Recently, as you might have gathered from the blog, I read through Roger Olson’s Arminian Theology: Myths and Realities. Up until now, my understanding of Arminianism was only filtered through its critics and as Olson points out, that should never be the case (pg. 13). I saw Olson’s argument in the book as a whole as dealing with one of the three questions that you could have regarding Arminianism. He states his purpose is “to correctly delineate true Arminian theology and to being to undo the damage that has been done to this theological heritage by both its critics and friends” (pg. 43). In other words, he is answering the question, “Historically, what has true Arminianism taught?” This of course is a good question to answer, especially for someone who considers himself not only a Calvinist, but also a soon to be “master of theology” (whatever that title is worth affixed to my name). Ignorance of a broad stream of theology is certainly not acceptable. “Before speaking or writing about another theology,” warns Olson, “we must be sure we have read it and are able to describe it as its own best representatives describe it” (pg 243).
If nothing else, while this book lacks exegetical arguments, it does lay bare the Arminian’s presuppositions, which I think are more important than which texts they marshal as evidence for their position. Texts, for the most part, do not speak for themselves. As Olson points out, “even though biblical exegesis alone cannot prove either Calvinism or Arminianism, biblically correct exegesis undergirds each system of theology” (pg. 70). In other words, the perspective one brings to reading the text of Scripture has a significant bearing on what one sees in the text. From my perspective (!), the Arminian brings (2) key presuppositions to the table.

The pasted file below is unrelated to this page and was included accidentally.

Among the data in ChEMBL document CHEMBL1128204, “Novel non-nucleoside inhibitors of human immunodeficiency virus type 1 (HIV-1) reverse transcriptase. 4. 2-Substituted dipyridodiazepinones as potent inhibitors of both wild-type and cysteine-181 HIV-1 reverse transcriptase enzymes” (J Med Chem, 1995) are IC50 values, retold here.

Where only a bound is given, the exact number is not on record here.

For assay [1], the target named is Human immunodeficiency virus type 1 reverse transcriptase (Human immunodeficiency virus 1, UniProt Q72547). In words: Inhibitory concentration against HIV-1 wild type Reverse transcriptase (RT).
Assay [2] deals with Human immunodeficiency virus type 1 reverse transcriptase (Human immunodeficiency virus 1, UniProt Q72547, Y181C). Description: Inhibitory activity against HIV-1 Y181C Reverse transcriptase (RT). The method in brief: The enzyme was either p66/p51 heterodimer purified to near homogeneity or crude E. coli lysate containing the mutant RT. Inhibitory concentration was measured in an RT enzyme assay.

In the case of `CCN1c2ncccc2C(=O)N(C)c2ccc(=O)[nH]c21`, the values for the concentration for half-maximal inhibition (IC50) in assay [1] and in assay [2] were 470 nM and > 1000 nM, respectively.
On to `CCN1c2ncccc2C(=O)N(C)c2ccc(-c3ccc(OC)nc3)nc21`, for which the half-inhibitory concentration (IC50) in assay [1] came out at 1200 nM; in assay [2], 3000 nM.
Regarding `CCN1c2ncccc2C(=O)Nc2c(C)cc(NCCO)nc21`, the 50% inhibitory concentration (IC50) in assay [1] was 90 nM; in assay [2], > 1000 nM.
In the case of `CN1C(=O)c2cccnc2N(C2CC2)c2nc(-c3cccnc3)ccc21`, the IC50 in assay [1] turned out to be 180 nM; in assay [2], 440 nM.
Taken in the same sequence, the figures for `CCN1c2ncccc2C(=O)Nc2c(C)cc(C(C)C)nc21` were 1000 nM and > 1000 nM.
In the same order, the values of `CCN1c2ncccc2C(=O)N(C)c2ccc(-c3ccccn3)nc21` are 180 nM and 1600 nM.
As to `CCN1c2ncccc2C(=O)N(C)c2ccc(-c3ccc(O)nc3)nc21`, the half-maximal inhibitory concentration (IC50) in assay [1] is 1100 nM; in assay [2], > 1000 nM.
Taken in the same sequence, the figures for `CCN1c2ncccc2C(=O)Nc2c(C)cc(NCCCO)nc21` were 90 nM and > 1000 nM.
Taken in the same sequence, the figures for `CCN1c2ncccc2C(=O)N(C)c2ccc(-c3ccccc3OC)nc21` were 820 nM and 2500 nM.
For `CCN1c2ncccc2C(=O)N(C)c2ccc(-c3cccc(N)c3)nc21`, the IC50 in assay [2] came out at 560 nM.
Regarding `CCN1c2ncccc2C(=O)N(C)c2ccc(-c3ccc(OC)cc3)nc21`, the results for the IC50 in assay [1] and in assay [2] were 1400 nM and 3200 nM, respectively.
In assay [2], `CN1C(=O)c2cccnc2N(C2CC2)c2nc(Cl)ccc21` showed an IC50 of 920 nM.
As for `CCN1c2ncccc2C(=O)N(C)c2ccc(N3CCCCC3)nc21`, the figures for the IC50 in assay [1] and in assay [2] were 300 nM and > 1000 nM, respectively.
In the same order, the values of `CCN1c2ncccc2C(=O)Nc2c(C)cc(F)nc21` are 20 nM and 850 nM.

As Olson points out, “at the bottom of these doctrinal differences lies a different perspective on the identity of God, based on God’s self revelation in Jesus Christ and Scripture that colors the rest of Scripture.” So, for the Arminian, the first presupposition he brings concerns how you construe the attributes of God. In his vision, of the goodness of God is a, if not the controlling attribute (pg. 72, 102). Olson sees this as possibly a difference in emphasis with the Arminian equally emphasizing love alongside glory (pg. 52) and so highlighting God’s love and mercy more so than other Protestant (i.e. Calvinist) theologies (pg. 60). As such, the way the Arminian interprets several theological issues is determined by his commitment to protect God’s reputation from defamation of character (pg 38, 74, 98, 100, 102, 104-105, 108, 110, 113, 115-19, etc. etc.), specifically in reference to God “authoring” evil. As Olson puts it, “One side starts with God’s greatness and conditions God’s goodness in that light; the other side starts with God’s goodness and conditions God’s greatness in that light” (pg. 73). This is, for either side really, a presupposition. I think the argument for starting with greatness is stronger (although I would call it “aseity”), but knowing true Arminianism has a strong commitment to God’s goodness as the determinative attribute is helpful (the argument would then shift to whether or not that is a sound presupposition, realizing Scripture could be construed to support either side).
The second presupposition is the belief in a libertarian version of free will; something not taught in Scripture, but clearly by Olson’s admission, held in order to protect God from being the author of evil. Olson seems very preoccupied with removing the charge of God being the author of evil (pg. 18-19, 39, 99, 101-107, 114, 118-124, 128, 132, 135-36, 146, 164, 191, 202, 244, and more). To be fair, he has exemplary motives in doing so; he is defending his perception of God’s character against something he views as impugning upon it.